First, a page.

McDonnell: We’ll clear way for a new society

Labour ‘will be more radical than Attlee’


 Luke James

McDonnell: We’ll clear way for a new society


THE next Labour government will be more radical than Clement Attlee’s pioneering post-war administration, shadow chancellor John McDonnell vowed at the weekend.

After defeating Winston Churchill’s Tories in 1945, Attlee’s single-term government gave birth to the NHS and welfare state and brought coal, electricity and rail into public ownership.

Mr McDonnell said that Labour can “lay the foundations of a new society that is radically fairer, more equal and more democratic” if it takes power in 2020.

The shadow chancellor made the bold statement of intent as he countered claims that Labour had become reduced to a party of protest under the leadership of Jeremy Corbyn.

At the party’s New Economy conference, he insisted that “protest matters and protest makes a difference.” Tory U-turns over cuts to tax credits and disability payments, forced academisation, the tampon tax, Sunday trading, child refugees and the inclusion of the NHS in TTIP were all evidence of that, he said.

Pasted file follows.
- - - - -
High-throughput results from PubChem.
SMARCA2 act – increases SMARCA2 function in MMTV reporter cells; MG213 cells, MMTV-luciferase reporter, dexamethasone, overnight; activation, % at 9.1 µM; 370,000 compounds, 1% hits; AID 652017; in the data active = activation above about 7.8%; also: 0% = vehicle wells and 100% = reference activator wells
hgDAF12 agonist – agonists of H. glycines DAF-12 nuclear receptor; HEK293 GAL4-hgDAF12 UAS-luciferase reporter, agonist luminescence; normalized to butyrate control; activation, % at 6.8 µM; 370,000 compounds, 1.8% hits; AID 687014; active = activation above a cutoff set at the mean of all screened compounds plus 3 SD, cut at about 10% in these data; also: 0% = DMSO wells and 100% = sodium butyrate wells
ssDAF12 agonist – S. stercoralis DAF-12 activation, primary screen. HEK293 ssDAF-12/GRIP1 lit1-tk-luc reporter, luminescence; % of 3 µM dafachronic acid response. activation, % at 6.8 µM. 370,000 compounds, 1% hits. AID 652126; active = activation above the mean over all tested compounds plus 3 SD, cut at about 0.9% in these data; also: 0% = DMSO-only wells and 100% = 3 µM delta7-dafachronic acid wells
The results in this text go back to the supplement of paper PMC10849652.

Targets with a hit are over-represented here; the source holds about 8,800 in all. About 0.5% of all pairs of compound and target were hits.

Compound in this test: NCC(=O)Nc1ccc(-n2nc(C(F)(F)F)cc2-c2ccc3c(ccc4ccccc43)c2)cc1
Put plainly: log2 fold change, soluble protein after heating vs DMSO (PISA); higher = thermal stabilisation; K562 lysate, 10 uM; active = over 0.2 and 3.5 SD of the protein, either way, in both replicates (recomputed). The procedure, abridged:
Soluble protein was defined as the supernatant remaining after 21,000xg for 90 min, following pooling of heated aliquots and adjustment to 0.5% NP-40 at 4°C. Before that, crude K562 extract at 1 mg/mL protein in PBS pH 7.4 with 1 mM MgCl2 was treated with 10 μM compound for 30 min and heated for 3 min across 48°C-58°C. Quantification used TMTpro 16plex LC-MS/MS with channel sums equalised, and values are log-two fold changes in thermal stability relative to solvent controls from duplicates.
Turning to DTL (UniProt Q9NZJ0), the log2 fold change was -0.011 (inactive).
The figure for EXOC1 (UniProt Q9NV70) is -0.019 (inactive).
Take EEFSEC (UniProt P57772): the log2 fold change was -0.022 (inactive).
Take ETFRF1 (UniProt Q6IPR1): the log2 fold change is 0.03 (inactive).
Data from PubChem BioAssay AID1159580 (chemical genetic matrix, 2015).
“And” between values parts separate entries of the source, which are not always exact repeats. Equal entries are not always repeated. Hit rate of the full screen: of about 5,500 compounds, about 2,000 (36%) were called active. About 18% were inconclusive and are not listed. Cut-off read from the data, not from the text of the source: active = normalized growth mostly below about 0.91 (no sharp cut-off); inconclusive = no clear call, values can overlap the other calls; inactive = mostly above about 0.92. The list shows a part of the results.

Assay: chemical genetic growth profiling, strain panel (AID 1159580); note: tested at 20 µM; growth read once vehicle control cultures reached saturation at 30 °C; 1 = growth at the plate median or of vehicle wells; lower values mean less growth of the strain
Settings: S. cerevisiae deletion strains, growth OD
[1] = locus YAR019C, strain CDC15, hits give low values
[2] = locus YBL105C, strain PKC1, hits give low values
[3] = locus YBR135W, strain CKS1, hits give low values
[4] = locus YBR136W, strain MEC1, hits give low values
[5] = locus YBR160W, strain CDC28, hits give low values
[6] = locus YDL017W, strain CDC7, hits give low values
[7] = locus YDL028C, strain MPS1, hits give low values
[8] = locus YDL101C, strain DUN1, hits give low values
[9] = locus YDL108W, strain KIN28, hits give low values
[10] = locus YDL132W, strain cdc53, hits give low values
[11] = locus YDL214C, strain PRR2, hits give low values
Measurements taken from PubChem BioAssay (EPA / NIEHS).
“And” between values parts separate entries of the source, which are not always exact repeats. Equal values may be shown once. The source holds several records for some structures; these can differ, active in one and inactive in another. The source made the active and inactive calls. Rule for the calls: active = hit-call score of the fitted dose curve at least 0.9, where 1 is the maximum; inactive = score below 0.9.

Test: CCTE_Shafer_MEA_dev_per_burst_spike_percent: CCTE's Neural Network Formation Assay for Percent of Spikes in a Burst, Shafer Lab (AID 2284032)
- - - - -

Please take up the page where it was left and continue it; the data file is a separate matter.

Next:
“It’s almost dizzying, watching them from the opposite benches,” Mr McDonnell told the packed-out conference in central London.

But he accepted that it is “not enough to block and protest” and insisted that Labour “is a party of government.”

He said: “When we return to government, we must aspire to be another great reforming administration.

“I want us to surpass even the Attlee government for radical reform. The situation demands nothing less.”

Mr McDonnell said that will require a “transformation in how capitalism in Britain operates” that will end Britain’s overreliance on financial services and create a fairer tax system.

“This country will no longer act like a tax haven for the super-rich under Labour,” the shadow chancellor pledged.

Instead Labour will foster an “entrepreneurial state” that will support industries like steel and renewables by boosting demand.

Mr McDonnell also set out his vision for “socialism from below,” including the introduction of a “right to own” for workers in the style of Thatcher’s right-to-buy housing policy.

“From community-owned renewable generation to open-source software, collective and shared forms of ownership can provide fairer and more efficient ways of working than the older business models,” he said.

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